Interesting law in North Dakota: North Dakota allows employees to sue their employers for damages if asked about gun possession. The North Dakota statue specifically bars employers from asking if employees’ vehicles parked on company property have weapons in them!
Local governments in North Dakota generally lack authority to regulate firearms and ammunition, and North Dakota affords local law enforcement some discretion in issuing concealed carry licenses.
North Dakota is a shall-issue state; authorities are required to issue a concealed carry permit to qualified applicants. Unlike many states, where the minimum age for receiving a permit is 21, North Dakota requires permit holders to be at least 18. The state also requires a written exam and a background check. Application is made through the local Sheriffs and Police departments, for applicants living within a city limits.
Open carry is generally restricted in North Dakota; loaded weapons cannot be carried except by those with a concealed carry permit. The state does have a preemption law that prevents municipal or county governments from enacting gun laws more restrictive than state law, and also has a law protecting firing ranges.
US Precision Defense offers a members only section, a woman’s section, an on-line store, reciprocity maps and much more!
April, 2013; important self-defense legislation, was signed into law. HB 1283, allows concealed weapons permit (CWP) holders to carry their lawfully possessed firearms in a church building or other place of worship with permission from the primary religious leader. This legislation passed in the state Senate by a 28-17 vote and in the state House by a 82-11 vote.
In 2007, North Dakota enacted a self-defense law based on the castle doctrine. Within one’s home, vehicle or place of business, the law has a “stand-your-ground” clause that permits the use of deadly force against persons breaking in without a duty to retreat. The law, which was lobbied for by the National Rifle Association, provides immunity to persons who use deadly force in such situations.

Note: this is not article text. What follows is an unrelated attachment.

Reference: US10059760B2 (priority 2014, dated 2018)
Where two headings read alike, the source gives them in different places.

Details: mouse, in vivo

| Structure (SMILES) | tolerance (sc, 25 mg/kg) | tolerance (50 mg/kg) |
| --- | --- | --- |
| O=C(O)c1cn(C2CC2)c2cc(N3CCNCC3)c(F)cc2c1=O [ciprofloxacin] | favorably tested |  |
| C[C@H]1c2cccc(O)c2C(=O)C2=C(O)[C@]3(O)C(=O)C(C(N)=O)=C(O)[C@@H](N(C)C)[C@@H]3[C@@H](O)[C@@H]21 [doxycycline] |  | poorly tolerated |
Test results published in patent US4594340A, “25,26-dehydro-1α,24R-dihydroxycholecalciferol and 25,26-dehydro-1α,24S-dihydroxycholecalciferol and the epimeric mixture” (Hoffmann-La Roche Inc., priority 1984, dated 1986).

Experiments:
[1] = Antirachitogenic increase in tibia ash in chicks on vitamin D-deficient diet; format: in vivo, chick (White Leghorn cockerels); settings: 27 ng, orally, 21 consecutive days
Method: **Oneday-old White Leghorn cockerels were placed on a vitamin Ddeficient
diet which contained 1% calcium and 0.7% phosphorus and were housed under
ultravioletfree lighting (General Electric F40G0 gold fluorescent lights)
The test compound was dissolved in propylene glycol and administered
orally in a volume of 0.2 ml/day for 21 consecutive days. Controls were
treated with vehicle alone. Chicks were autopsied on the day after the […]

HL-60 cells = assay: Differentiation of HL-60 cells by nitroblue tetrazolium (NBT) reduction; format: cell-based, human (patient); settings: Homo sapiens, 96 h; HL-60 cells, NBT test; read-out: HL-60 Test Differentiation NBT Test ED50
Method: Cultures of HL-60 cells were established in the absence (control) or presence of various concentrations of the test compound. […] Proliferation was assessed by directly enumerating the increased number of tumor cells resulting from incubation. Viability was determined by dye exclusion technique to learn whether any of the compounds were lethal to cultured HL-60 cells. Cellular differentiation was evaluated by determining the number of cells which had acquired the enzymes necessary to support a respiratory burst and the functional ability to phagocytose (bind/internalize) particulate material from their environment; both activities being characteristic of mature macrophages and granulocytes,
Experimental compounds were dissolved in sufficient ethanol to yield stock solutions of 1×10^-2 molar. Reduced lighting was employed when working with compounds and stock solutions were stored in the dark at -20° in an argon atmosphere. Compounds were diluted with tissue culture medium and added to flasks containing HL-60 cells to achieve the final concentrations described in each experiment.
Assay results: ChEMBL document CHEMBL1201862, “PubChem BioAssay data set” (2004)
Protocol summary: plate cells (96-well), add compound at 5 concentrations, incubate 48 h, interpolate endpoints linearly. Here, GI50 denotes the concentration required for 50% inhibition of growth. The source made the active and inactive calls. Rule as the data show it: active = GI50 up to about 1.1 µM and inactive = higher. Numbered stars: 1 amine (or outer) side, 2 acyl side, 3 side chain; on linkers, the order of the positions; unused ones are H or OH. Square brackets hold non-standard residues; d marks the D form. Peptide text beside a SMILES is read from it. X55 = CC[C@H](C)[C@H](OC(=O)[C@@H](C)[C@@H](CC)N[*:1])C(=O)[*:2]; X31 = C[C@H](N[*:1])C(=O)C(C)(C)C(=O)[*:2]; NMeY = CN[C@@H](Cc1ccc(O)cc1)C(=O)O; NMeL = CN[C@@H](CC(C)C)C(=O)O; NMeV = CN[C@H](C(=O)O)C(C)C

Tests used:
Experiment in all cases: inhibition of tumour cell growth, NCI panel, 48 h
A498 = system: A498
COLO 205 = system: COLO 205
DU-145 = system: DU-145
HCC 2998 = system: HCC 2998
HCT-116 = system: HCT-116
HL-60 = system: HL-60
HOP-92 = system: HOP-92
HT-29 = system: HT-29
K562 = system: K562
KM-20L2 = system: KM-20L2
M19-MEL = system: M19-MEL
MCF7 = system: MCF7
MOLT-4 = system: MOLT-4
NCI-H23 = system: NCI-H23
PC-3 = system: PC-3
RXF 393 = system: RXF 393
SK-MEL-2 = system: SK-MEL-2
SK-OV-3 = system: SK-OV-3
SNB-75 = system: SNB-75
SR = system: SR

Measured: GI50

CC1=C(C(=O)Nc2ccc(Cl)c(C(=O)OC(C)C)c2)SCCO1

NYC Mayor Michael Bloomberg’s latest anti-gun campaign targets North Dakota, among many other states, and Democratic Sen. Heidi Heitkamp isn’t happy about it. The reason? North Dakota has one of the highest rates of gun ownership in the country and the lowest gun crime rate in the nation. “As the former attorney general of North Dakota, I do not need someone from New York City to tell me how to handle crime in our state,” Heitkamp said. “I know that we can go after and prosecute criminals without the need to infringe upon the Second Amendment rights of law abiding North Dakotans.”
For those in North Dakota who want to purchase a firearm, the process is fairly straightforward if they are eligible to own one. North Dakota follows federal guidelines and the state doesn’t have specific laws related to gun purchases.
2013, The North Dakota legislature will soon be considering several bills concerning guns, most of them having to deal with a person’s right to own and carry firearms. House Majority Leader Al Carlson says he supports that effort. Carlson says that President Obama does not want an armed citizenry and says he would like to see more effort put into changing social behaviors and mental health screenings.
North Dakota is known for its strong support of the second amendment. The state has a high gun to population ratio and also has a very low incident of violent crimes. US Precision Defense has a complete database of firearms instructors, Shooting ranges, Gun Smiths and state self-defense laws.